The key operative concepts in korean buddhist syncretic philosophy: Interpenetration 通達) and essence-function 體用) in wŏnhyo, Chinul and kihwa
David Bourget (Western Ontario)
David Chalmers (ANU, NYU)
Rafael De Clercq
Jack Alan Reynolds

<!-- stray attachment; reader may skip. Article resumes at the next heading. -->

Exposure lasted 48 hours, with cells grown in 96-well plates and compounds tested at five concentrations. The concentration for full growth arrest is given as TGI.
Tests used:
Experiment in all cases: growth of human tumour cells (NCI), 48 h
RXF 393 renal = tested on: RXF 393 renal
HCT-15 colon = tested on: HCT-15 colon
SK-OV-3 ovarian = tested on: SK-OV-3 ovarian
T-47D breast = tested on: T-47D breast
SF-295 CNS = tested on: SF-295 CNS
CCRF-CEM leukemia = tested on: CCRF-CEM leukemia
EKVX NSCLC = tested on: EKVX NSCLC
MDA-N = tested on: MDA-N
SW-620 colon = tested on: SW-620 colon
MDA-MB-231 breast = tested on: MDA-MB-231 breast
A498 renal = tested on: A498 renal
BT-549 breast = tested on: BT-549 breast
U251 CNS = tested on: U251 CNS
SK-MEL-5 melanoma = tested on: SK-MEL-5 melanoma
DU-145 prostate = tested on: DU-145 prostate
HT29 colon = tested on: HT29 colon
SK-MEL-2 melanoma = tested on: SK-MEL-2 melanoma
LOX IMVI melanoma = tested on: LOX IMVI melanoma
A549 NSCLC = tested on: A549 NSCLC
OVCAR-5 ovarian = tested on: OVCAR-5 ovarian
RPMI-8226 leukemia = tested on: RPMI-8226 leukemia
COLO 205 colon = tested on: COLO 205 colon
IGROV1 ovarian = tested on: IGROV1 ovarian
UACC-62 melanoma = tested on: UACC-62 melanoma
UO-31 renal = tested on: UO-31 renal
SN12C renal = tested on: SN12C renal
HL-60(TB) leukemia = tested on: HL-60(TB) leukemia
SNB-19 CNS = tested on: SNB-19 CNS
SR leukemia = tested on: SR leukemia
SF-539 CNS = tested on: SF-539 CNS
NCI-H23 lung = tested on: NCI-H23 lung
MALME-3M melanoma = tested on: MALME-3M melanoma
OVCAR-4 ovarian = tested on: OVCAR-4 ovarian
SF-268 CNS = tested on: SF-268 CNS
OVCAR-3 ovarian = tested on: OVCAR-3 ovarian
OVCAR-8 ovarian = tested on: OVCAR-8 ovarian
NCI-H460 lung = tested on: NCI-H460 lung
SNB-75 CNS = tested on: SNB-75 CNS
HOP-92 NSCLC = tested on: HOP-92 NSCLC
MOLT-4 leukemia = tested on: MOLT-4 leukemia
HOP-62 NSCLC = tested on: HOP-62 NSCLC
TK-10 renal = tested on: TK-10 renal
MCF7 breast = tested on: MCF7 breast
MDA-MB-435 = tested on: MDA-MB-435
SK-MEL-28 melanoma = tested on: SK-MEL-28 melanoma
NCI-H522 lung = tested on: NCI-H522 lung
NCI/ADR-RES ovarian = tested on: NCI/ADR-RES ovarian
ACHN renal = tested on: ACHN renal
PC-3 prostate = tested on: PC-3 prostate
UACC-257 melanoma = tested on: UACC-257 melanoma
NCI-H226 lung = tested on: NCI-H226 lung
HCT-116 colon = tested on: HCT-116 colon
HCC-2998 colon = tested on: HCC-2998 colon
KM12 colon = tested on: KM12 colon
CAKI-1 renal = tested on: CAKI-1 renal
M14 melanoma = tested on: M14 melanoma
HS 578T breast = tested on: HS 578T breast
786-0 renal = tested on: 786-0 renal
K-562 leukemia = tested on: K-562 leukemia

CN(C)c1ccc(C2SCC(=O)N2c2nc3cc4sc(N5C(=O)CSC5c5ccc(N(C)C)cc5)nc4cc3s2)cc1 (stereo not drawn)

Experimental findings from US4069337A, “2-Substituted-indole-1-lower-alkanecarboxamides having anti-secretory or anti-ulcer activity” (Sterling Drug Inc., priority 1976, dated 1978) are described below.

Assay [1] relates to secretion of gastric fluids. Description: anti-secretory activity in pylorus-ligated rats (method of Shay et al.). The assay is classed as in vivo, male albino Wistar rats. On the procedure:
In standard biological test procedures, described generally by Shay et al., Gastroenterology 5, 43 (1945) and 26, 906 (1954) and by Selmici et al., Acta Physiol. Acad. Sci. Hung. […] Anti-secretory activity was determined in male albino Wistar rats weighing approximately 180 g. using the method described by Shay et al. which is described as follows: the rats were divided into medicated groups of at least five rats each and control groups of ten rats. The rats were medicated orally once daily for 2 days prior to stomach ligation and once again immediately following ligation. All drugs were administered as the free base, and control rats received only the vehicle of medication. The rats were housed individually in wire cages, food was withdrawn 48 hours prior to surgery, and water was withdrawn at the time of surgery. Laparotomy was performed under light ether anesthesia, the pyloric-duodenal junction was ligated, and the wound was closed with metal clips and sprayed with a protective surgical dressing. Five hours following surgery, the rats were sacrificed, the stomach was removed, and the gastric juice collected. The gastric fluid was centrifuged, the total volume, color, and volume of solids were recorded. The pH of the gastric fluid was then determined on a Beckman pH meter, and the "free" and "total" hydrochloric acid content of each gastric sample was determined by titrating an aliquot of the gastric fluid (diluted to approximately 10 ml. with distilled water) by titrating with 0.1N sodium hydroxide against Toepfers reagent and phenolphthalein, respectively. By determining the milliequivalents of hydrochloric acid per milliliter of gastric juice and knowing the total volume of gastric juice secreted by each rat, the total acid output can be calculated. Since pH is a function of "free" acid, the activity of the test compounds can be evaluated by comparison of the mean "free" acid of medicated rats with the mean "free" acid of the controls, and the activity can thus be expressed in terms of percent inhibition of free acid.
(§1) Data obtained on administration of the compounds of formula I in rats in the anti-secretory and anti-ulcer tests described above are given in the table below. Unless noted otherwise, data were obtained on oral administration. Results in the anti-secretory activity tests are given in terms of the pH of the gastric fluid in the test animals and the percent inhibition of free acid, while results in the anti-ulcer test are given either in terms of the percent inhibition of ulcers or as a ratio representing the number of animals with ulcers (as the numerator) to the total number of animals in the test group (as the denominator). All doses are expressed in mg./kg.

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Korean Buddhism is distinctive within the broader field of East Asian Buddhism for the pronounced degree of its syncretic discourse. Korean Buddhist monks throughout history have demonstrated a marked tendency in their essays and commentaries to focus on the solution of disagreements between various sects within Buddhism, or on conflicts between Buddhism and other religions. While a strong ecumenical tendency is noticeable in the writings of dozens of Korean monks, among the most prominent in regard to their exposition of syncretic philosophy are Wŏnhyo 元曉 617-686), Pojo Chinul 普照知訥 1158-1210) and Hamheo Kihwa 涵虚己和 1376-1433).
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